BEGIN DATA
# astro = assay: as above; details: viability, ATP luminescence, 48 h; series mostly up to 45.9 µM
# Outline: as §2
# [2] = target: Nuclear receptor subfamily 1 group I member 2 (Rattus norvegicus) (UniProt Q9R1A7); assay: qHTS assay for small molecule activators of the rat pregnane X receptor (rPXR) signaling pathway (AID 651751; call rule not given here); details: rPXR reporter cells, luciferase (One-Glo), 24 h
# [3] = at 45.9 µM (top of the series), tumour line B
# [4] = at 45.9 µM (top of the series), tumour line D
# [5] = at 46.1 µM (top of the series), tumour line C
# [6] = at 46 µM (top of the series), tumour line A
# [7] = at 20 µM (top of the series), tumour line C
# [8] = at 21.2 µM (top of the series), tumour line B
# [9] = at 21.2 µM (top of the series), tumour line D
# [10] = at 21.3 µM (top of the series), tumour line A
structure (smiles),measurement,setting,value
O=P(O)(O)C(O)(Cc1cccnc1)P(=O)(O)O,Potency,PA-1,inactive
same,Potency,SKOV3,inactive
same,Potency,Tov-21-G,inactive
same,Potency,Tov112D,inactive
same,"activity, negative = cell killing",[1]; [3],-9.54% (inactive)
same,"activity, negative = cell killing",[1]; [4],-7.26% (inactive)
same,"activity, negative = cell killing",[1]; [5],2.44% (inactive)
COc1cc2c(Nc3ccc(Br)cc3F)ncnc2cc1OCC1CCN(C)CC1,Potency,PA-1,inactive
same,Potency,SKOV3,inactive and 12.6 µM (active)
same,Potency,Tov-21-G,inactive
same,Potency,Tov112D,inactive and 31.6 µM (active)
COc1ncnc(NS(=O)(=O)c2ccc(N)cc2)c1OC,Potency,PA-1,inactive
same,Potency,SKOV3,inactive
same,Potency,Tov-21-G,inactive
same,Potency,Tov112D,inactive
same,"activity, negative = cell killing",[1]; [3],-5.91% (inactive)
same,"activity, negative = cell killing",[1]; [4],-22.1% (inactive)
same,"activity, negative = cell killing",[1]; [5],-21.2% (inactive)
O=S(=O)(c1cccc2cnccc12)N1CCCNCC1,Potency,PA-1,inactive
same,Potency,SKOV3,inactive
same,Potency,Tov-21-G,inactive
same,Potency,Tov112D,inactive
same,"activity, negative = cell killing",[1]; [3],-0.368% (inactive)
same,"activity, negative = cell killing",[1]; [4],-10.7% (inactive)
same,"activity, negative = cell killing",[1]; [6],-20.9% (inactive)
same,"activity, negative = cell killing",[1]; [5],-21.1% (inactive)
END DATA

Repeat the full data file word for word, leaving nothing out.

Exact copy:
# astro = assay: as above; details: viability, ATP luminescence, 48 h; series mostly up to 45.9 µM
# Outline: as §2
# [2] = target: Nuclear receptor subfamily 1 group I member 2 (Rattus norvegicus) (UniProt Q9R1A7); assay: qHTS assay for small molecule activators of the rat pregnane X receptor (rPXR) signaling pathway (AID 651751; call rule not given here); details: rPXR reporter cells, luciferase (One-Glo), 24 h
# [3] = at 45.9 µM (top of the series), tumour line B
# [4] = at 45.9 µM (top of the series), tumour line D
# [5] = at 46.1 µM (top of the series), tumour line C
# [6] = at 46 µM (top of the series), tumour line A
# [7] = at 20 µM (top of the series), tumour line C
# [8] = at 21.2 µM (top of the series), tumour line B
# [9] = at 21.2 µM (top of the series), tumour line D
# [10] = at 21.3 µM (top of the series), tumour line A
structure (smiles),measurement,setting,value
O=P(O)(O)C(O)(Cc1cccnc1)P(=O)(O)O,Potency,PA-1,inactive
same,Potency,SKOV3,inactive
same,Potency,Tov-21-G,inactive
same,Potency,Tov112D,inactive
same,"activity, negative = cell killing",[1]; [3],-9.54% (inactive)
same,"activity, negative = cell killing",[1]; [4],-7.26% (inactive)
same,"activity, negative = cell killing",[1]; [5],2.44% (inactive)
COc1cc2c(Nc3ccc(Br)cc3F)ncnc2cc1OCC1CCN(C)CC1,Potency,PA-1,inactive
same,Potency,SKOV3,inactive and 12.6 µM (active)
same,Potency,Tov-21-G,inactive
same,Potency,Tov112D,inactive and 31.6 µM (active)
COc1ncnc(NS(=O)(=O)c2ccc(N)cc2)c1OC,Potency,PA-1,inactive
same,Potency,SKOV3,inactive
same,Potency,Tov-21-G,inactive
same,Potency,Tov112D,inactive
same,"activity, negative = cell killing",[1]; [3],-5.91% (inactive)
same,"activity, negative = cell killing",[1]; [4],-22.1% (inactive)
same,"activity, negative = cell killing",[1]; [5],-21.2% (inactive)
O=S(=O)(c1cccc2cnccc12)N1CCCNCC1,Potency,PA-1,inactive
same,Potency,SKOV3,inactive
same,Potency,Tov-21-G,inactive
same,Potency,Tov112D,inactive
same,"activity, negative = cell killing",[1]; [3],-0.368% (inactive)
same,"activity, negative = cell killing",[1]; [4],-10.7% (inactive)
same,"activity, negative = cell killing",[1]; [6],-20.9% (inactive)
same,"activity, negative = cell killing",[1]; [5],-21.1% (inactive)